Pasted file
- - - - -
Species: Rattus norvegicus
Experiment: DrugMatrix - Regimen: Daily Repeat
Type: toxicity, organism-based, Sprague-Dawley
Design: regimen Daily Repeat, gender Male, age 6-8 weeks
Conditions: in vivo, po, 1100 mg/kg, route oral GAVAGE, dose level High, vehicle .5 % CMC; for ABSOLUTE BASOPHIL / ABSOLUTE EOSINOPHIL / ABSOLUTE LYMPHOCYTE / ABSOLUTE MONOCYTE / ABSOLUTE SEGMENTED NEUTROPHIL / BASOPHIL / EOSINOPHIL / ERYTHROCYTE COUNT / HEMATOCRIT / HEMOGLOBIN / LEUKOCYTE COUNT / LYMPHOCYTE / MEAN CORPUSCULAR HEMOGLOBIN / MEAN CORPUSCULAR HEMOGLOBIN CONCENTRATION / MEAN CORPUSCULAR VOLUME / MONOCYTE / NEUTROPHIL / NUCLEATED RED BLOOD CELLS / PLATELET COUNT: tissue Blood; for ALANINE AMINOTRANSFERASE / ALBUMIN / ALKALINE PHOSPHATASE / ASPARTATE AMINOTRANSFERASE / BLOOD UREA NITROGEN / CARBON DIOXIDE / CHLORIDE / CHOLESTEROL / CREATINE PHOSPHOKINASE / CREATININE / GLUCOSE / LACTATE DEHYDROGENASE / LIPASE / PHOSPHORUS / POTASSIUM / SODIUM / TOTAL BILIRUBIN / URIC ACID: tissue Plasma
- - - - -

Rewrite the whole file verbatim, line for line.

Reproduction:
Species: Rattus norvegicus
Experiment: DrugMatrix - Regimen: Daily Repeat
Type: toxicity, organism-based, Sprague-Dawley
Design: regimen Daily Repeat, gender Male, age 6-8 weeks
Conditions: in vivo, po, 1100 mg/kg, route oral GAVAGE, dose level High, vehicle .5 % CMC; for ABSOLUTE BASOPHIL / ABSOLUTE EOSINOPHIL / ABSOLUTE LYMPHOCYTE / ABSOLUTE MONOCYTE / ABSOLUTE SEGMENTED NEUTROPHIL / BASOPHIL / EOSINOPHIL / ERYTHROCYTE COUNT / HEMATOCRIT / HEMOGLOBIN / LEUKOCYTE COUNT / LYMPHOCYTE / MEAN CORPUSCULAR HEMOGLOBIN / MEAN CORPUSCULAR HEMOGLOBIN CONCENTRATION / MEAN CORPUSCULAR VOLUME / MONOCYTE / NEUTROPHIL / NUCLEATED RED BLOOD CELLS / PLATELET COUNT: tissue Blood; for ALANINE AMINOTRANSFERASE / ALBUMIN / ALKALINE PHOSPHATASE / ASPARTATE AMINOTRANSFERASE / BLOOD UREA NITROGEN / CARBON DIOXIDE / CHLORIDE / CHOLESTEROL / CREATINE PHOSPHOKINASE / CREATININE / GLUCOSE / LACTATE DEHYDROGENASE / LIPASE / PHOSPHORUS / POTASSIUM / SODIUM / TOTAL BILIRUBIN / URIC ACID: tissue Plasma